The Palestinian-Israeli market: ’feels like somewhere else’

Azri Amram

Research output: Contribution to journalArticlepeer-review

1 Scopus citations


This article explores the relations between Israel’s Mizrahi Jews (Middle East and North African countries’ descendants) and Palestinian citizens as manifested in the popular open-air market of Kafr Qasim, a Palestinian town in central Israel. The town’s market is a unique space where Jews and Palestinians work, shop, and hang out side by side. This article argues that visitors, vendors, and market owners perceive the market as a space offering an alternative social and political order for various groups suffering from oppression within Israeli society. Specifically considering settler colonialism implications and the status of Mizrahi Jews in Israeli society. Following findings from an ethnography conducted in Kafr Qasim between 2016–2019, it is argued that the town’s market carries elements such as perceptions of shared cultural space and elsewhereness that allow both Mizrahi Jews and Palestinian citizens to feel more comfortable than in other public places in Israel.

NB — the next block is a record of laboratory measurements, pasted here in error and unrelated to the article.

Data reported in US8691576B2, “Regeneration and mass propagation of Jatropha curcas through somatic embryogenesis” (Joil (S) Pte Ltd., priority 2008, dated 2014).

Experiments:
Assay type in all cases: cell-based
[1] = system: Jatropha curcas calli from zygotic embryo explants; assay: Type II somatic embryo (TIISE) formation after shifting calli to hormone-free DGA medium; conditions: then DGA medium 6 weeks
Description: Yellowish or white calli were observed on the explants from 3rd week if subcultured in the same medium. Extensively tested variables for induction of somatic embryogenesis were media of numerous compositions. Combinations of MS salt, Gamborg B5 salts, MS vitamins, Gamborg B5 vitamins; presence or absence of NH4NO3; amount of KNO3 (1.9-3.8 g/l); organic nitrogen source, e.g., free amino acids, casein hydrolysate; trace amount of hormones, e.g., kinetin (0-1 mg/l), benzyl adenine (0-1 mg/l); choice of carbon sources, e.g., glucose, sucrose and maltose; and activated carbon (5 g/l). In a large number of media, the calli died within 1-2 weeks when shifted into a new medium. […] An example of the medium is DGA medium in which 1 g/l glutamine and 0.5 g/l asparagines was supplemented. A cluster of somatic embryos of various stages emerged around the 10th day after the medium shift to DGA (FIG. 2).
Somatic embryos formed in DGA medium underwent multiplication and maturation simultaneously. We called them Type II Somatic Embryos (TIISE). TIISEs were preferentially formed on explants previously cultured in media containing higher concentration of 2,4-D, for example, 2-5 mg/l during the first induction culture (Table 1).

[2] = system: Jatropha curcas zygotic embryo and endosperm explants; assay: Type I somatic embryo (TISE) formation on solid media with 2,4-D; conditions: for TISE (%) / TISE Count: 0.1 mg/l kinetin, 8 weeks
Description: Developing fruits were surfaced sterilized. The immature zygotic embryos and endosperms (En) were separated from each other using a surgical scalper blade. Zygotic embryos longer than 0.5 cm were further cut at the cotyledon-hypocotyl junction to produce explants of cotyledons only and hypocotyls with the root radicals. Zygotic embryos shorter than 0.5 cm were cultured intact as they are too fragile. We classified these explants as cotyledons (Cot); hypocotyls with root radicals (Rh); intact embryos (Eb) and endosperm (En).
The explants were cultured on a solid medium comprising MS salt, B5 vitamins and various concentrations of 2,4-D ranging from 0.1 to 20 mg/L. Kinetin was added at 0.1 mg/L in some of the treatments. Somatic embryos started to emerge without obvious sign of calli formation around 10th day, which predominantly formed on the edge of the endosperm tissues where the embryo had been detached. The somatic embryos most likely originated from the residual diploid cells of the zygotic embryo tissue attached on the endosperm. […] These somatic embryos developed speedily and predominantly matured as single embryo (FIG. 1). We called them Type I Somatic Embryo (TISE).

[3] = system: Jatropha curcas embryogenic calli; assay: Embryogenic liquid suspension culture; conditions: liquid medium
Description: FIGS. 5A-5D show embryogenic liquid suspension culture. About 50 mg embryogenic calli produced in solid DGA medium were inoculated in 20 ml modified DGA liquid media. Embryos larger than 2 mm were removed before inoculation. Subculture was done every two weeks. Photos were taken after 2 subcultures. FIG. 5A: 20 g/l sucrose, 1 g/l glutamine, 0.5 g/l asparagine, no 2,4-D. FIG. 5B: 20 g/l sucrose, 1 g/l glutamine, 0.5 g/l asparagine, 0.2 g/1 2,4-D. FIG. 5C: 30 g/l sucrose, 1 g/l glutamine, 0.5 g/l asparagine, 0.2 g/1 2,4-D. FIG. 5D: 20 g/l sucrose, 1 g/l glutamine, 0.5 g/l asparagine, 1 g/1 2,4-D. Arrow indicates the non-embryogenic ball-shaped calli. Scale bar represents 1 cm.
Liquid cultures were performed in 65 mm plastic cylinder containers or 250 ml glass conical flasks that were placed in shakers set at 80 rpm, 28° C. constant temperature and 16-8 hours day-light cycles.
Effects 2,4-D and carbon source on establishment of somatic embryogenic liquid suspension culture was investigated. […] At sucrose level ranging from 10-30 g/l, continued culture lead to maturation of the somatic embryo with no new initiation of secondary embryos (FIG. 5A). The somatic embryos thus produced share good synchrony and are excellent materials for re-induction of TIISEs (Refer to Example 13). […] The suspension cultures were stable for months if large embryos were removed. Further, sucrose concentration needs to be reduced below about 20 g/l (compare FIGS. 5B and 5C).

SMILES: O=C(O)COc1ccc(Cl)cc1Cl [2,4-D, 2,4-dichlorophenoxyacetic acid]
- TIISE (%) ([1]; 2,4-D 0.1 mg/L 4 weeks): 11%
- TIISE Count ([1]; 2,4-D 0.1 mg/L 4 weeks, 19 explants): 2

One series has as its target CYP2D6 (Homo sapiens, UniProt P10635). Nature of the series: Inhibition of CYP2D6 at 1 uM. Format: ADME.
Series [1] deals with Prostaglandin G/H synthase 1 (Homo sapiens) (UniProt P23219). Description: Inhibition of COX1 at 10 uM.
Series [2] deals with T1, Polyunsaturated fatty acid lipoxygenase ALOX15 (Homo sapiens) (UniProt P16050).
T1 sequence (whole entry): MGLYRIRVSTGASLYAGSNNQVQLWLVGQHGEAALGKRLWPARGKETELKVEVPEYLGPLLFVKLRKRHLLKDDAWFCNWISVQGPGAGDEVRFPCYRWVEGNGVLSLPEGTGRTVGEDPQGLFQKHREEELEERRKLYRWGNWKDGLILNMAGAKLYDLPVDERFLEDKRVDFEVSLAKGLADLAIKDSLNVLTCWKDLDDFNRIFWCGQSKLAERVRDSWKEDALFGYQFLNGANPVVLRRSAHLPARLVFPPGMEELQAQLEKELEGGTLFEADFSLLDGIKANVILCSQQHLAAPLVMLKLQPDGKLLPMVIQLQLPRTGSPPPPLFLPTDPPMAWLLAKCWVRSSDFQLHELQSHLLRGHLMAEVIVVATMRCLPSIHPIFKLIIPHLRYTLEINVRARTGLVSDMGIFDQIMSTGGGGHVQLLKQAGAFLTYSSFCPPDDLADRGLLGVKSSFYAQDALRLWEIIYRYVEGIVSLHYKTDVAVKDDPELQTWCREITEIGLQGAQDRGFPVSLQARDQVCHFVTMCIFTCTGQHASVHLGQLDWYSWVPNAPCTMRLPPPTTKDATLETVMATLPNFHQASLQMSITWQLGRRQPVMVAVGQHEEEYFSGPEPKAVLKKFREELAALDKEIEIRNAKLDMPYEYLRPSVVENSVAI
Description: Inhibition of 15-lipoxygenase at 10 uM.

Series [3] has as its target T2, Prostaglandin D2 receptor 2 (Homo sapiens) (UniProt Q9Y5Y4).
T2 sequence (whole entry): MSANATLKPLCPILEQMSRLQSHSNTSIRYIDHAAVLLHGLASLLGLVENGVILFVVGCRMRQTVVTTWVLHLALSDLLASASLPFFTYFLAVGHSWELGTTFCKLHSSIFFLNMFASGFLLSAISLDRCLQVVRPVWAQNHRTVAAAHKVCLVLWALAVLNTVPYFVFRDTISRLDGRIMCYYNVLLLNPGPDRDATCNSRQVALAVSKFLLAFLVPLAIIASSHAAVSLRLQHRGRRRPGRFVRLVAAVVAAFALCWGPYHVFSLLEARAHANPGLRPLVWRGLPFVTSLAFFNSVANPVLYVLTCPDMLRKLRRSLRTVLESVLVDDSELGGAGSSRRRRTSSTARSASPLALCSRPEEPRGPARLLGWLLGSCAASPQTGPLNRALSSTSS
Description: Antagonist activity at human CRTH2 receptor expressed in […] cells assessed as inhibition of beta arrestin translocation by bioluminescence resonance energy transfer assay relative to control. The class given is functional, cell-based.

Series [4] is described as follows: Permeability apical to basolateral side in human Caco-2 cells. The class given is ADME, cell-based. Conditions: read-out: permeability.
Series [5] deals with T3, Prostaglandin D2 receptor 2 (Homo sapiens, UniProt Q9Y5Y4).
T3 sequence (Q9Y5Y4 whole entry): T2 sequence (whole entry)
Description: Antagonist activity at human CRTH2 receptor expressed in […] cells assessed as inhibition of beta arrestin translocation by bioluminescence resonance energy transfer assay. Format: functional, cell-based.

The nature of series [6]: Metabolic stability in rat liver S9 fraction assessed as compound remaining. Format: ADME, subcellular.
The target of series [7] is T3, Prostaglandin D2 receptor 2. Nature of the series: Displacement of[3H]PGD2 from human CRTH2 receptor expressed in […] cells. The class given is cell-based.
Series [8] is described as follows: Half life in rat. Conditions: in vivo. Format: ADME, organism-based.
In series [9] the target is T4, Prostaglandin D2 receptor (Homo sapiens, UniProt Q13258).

Original languageEnglish
Pages (from-to)1-20
StatePublished - 21 Mar 2023


  • ethnographic research
  • Israel/Palestinian
  • market
  • Mizrahi Jews
  • urban food spaces

ASJC Scopus subject areas

  • Cultural Studies
  • Anthropology
  • Arts and Humanities (miscellaneous)


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